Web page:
When I was a kid, most of our family lived within a fifteen-mile radius. Almost all of my first cousins were a short ride away. On Christmas Day, my parents would pack us all into the car and head out to do some treeing (after the gifts were opened, of course).
Treeing, in case you’ve never heard the term, was simple. We would drop in on all my aunts and uncles to “see their tree.” Most of the time, we didn’t even call ahead. We just stopped in (and they seemed to expect us). Seeing their tree also involved eating their food, drinking their drinks, and visiting—mostly visiting. This also included the pleasantries of being shown all the gifts everyone in that household had received.
Our treeing usually lasted a couple of days and was then reciprocated by most of the relatives who would come over to our house to see our tree (and our presents). What it really amounted to was a great excuse for everyone to visit each other. Between Christmas day and New Years, we pretty much saw everybody we knew. (That might be an exaggeration, but not much of one.)
Treeing was something we looked forward to each year along with the Fourth of July family get togethers and the occasional ballgames. There’s nothing quite like family and nothing quite like treeing to bring them together. At least, that’s how it was in the old days.
Some of you may remember participating in the whole treeing thing. If you do, you probably grew up in a small town or a rural area. At least, that’s my guess. It’s also my guess that you don’t do it anymore. Our society is so mobile these days, many of us live in faraway places with wide spaces between our families and us. We don’t go treeing at our neighbors’ homes because we just don’t neighbor the way we used to either.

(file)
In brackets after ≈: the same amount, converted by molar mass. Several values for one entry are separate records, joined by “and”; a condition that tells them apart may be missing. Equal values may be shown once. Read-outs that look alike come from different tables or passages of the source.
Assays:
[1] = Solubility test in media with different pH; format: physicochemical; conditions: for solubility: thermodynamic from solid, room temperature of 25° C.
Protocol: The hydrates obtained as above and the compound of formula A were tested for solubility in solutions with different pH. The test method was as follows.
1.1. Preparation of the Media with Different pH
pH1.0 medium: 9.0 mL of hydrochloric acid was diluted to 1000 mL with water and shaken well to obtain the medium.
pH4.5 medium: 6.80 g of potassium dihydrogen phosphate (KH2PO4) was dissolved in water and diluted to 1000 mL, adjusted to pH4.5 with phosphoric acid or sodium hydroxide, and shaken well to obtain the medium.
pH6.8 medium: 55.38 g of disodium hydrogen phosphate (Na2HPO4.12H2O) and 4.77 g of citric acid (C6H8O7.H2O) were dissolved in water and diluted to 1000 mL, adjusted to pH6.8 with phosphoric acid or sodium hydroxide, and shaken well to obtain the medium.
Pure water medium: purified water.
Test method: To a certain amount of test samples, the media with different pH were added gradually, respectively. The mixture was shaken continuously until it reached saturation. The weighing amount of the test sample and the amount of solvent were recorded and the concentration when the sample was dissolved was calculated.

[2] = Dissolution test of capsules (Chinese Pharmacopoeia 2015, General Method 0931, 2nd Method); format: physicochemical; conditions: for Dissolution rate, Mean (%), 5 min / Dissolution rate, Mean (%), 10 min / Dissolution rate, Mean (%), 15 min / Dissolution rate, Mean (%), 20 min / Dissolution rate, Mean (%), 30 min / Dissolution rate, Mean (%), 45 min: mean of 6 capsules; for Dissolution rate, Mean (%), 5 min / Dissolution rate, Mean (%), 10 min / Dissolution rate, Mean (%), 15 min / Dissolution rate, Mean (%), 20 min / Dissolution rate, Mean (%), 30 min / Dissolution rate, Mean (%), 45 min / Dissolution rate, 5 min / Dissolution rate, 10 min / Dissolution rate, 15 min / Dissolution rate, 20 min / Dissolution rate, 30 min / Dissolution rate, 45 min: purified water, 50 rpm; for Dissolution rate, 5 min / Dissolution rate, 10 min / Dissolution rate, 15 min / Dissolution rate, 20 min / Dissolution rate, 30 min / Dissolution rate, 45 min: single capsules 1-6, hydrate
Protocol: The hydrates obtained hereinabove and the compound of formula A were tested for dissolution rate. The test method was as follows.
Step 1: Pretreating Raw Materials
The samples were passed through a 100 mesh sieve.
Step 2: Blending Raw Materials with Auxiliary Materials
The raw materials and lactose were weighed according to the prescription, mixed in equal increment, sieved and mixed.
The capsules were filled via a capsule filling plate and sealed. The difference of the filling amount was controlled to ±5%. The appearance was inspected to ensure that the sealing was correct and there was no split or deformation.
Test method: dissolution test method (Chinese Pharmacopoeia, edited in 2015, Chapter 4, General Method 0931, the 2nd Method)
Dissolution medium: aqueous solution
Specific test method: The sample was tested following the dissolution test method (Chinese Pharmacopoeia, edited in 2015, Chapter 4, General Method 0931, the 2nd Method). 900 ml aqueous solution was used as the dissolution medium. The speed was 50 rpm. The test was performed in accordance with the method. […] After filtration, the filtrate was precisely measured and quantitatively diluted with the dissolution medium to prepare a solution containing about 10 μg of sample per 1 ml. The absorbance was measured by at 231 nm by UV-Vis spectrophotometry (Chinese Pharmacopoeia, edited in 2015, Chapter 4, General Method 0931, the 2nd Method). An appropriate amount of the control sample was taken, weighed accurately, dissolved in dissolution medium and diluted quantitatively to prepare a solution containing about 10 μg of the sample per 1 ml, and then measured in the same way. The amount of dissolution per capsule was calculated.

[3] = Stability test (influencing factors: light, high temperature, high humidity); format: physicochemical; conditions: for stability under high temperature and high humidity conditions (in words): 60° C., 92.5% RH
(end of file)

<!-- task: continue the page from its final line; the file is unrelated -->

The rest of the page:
Anymore, the only treeing we do is on Facebook. It’s just not the same as the real thing. Social media is good for a lot of things, but there’s no real substitute for face-to-face give-and-take when building relationships. Skype and Facetime are helpful, but they just can’t replace what we used to do. We honed the artform of treeing to perfection. Now, it seems to be a lost art.
I’m not sure if we’ll ever get back to that kind of practice again, but it would be a really good move in my opinion. Of course, the place this should be happening in absence of nearby kin is the church. In his first epistle, John flat out told us (the church) that “if we walk in the light” (which we’re supposed to be doing), we’ll be having “fellowship with one another.” (1 John 1:7) Unfortunately, treeing seems to be a lost art there as well.
I guess we’re too societally disjointed to make a good attempt at it. Once we’ve lost it in the church, we’ve got problems.
[Dave Zuchelli is a graduate of Pittsburgh Theological Seminary and currently resides in Aldie, VA.]